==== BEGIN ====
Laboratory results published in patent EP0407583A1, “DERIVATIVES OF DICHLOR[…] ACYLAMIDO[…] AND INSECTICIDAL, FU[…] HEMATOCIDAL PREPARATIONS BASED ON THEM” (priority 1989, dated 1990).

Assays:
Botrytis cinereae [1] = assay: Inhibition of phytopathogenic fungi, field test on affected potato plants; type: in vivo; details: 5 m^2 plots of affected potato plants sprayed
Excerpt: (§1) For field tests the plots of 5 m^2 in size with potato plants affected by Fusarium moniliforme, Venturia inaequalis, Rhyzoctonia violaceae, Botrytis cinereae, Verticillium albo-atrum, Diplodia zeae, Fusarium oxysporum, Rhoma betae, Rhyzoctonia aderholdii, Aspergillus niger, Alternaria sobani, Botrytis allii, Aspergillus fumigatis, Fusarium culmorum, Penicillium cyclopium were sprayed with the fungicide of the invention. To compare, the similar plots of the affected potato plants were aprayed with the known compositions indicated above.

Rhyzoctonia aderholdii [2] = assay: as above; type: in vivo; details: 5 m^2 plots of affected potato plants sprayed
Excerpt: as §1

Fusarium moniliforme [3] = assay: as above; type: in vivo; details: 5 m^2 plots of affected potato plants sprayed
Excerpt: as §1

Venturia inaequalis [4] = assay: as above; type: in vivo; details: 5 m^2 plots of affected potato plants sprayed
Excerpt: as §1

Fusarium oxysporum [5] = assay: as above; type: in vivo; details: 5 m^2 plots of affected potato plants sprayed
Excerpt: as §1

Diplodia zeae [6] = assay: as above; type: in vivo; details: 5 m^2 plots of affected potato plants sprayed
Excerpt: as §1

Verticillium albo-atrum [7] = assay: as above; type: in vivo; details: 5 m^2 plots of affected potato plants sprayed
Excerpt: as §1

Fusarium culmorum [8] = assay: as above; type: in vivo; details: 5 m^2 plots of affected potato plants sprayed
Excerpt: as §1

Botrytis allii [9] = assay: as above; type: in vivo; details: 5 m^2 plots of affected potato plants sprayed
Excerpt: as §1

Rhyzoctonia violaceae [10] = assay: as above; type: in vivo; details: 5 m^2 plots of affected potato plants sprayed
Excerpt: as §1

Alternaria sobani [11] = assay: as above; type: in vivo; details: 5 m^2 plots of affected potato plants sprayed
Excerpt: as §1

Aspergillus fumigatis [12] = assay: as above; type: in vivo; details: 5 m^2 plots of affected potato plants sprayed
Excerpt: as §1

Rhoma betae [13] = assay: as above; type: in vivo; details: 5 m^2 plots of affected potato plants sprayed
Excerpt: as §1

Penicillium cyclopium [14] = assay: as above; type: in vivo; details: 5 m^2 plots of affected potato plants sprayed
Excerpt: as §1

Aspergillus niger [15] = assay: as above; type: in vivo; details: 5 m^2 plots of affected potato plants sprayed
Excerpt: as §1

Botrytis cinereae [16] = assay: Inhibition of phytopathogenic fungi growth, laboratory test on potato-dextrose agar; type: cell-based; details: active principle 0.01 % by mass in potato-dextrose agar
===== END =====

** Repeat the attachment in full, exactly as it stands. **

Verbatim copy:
Laboratory results published in patent EP0407583A1, “DERIVATIVES OF DICHLOR[…] ACYLAMIDO[…] AND INSECTICIDAL, FU[…] HEMATOCIDAL PREPARATIONS BASED ON THEM” (priority 1989, dated 1990).

Assays:
Botrytis cinereae [1] = assay: Inhibition of phytopathogenic fungi, field test on affected potato plants; type: in vivo; details: 5 m^2 plots of affected potato plants sprayed
Excerpt: (§1) For field tests the plots of 5 m^2 in size with potato plants affected by Fusarium moniliforme, Venturia inaequalis, Rhyzoctonia violaceae, Botrytis cinereae, Verticillium albo-atrum, Diplodia zeae, Fusarium oxysporum, Rhoma betae, Rhyzoctonia aderholdii, Aspergillus niger, Alternaria sobani, Botrytis allii, Aspergillus fumigatis, Fusarium culmorum, Penicillium cyclopium were sprayed with the fungicide of the invention. To compare, the similar plots of the affected potato plants were aprayed with the known compositions indicated above.

Rhyzoctonia aderholdii [2] = assay: as above; type: in vivo; details: 5 m^2 plots of affected potato plants sprayed
Excerpt: as §1

Fusarium moniliforme [3] = assay: as above; type: in vivo; details: 5 m^2 plots of affected potato plants sprayed
Excerpt: as §1

Venturia inaequalis [4] = assay: as above; type: in vivo; details: 5 m^2 plots of affected potato plants sprayed
Excerpt: as §1

Fusarium oxysporum [5] = assay: as above; type: in vivo; details: 5 m^2 plots of affected potato plants sprayed
Excerpt: as §1

Diplodia zeae [6] = assay: as above; type: in vivo; details: 5 m^2 plots of affected potato plants sprayed
Excerpt: as §1

Verticillium albo-atrum [7] = assay: as above; type: in vivo; details: 5 m^2 plots of affected potato plants sprayed
Excerpt: as §1

Fusarium culmorum [8] = assay: as above; type: in vivo; details: 5 m^2 plots of affected potato plants sprayed
Excerpt: as §1

Botrytis allii [9] = assay: as above; type: in vivo; details: 5 m^2 plots of affected potato plants sprayed
Excerpt: as §1

Rhyzoctonia violaceae [10] = assay: as above; type: in vivo; details: 5 m^2 plots of affected potato plants sprayed
Excerpt: as §1

Alternaria sobani [11] = assay: as above; type: in vivo; details: 5 m^2 plots of affected potato plants sprayed
Excerpt: as §1

Aspergillus fumigatis [12] = assay: as above; type: in vivo; details: 5 m^2 plots of affected potato plants sprayed
Excerpt: as §1

Rhoma betae [13] = assay: as above; type: in vivo; details: 5 m^2 plots of affected potato plants sprayed
Excerpt: as §1

Penicillium cyclopium [14] = assay: as above; type: in vivo; details: 5 m^2 plots of affected potato plants sprayed
Excerpt: as §1

Aspergillus niger [15] = assay: as above; type: in vivo; details: 5 m^2 plots of affected potato plants sprayed
Excerpt: as §1

Botrytis cinereae [16] = assay: Inhibition of phytopathogenic fungi growth, laboratory test on potato-dextrose agar; type: cell-based; details: active principle 0.01 % by mass in potato-dextrose agar